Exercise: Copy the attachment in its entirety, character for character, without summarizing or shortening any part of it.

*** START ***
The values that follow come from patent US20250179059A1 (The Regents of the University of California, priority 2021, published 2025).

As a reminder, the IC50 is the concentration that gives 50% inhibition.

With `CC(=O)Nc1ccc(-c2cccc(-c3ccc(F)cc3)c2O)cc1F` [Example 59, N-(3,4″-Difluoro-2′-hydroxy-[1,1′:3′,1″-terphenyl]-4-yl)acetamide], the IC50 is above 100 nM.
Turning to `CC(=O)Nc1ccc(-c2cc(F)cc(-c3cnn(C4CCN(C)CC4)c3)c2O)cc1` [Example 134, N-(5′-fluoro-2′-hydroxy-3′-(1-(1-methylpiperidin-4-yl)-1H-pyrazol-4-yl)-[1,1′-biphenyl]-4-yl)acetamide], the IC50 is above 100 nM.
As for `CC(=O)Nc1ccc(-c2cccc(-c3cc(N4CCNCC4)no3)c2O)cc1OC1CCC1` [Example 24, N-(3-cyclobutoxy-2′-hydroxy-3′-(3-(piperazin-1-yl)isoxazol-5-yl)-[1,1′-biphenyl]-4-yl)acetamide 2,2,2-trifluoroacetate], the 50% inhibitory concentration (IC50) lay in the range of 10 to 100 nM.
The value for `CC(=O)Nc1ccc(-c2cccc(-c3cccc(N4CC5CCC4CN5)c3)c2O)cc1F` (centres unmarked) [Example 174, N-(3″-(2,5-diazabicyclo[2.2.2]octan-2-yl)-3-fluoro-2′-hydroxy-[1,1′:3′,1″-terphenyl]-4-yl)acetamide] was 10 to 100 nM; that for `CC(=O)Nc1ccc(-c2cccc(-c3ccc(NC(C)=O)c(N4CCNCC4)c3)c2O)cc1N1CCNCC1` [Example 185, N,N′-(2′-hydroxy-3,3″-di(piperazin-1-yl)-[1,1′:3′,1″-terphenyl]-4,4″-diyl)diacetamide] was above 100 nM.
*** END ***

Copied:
The values that follow come from patent US20250179059A1 (The Regents of the University of California, priority 2021, published 2025).

As a reminder, the IC50 is the concentration that gives 50% inhibition.

With `CC(=O)Nc1ccc(-c2cccc(-c3ccc(F)cc3)c2O)cc1F` [Example 59, N-(3,4″-Difluoro-2′-hydroxy-[1,1′:3′,1″-terphenyl]-4-yl)acetamide], the IC50 is above 100 nM.
Turning to `CC(=O)Nc1ccc(-c2cc(F)cc(-c3cnn(C4CCN(C)CC4)c3)c2O)cc1` [Example 134, N-(5′-fluoro-2′-hydroxy-3′-(1-(1-methylpiperidin-4-yl)-1H-pyrazol-4-yl)-[1,1′-biphenyl]-4-yl)acetamide], the IC50 is above 100 nM.
As for `CC(=O)Nc1ccc(-c2cccc(-c3cc(N4CCNCC4)no3)c2O)cc1OC1CCC1` [Example 24, N-(3-cyclobutoxy-2′-hydroxy-3′-(3-(piperazin-1-yl)isoxazol-5-yl)-[1,1′-biphenyl]-4-yl)acetamide 2,2,2-trifluoroacetate], the 50% inhibitory concentration (IC50) lay in the range of 10 to 100 nM.
The value for `CC(=O)Nc1ccc(-c2cccc(-c3cccc(N4CC5CCC4CN5)c3)c2O)cc1F` (centres unmarked) [Example 174, N-(3″-(2,5-diazabicyclo[2.2.2]octan-2-yl)-3-fluoro-2′-hydroxy-[1,1′:3′,1″-terphenyl]-4-yl)acetamide] was 10 to 100 nM; that for `CC(=O)Nc1ccc(-c2cccc(-c3ccc(NC(C)=O)c(N4CCNCC4)c3)c2O)cc1N1CCNCC1` [Example 185, N,N′-(2′-hydroxy-3,3″-di(piperazin-1-yl)-[1,1′:3′,1″-terphenyl]-4,4″-diyl)diacetamide] was above 100 nM.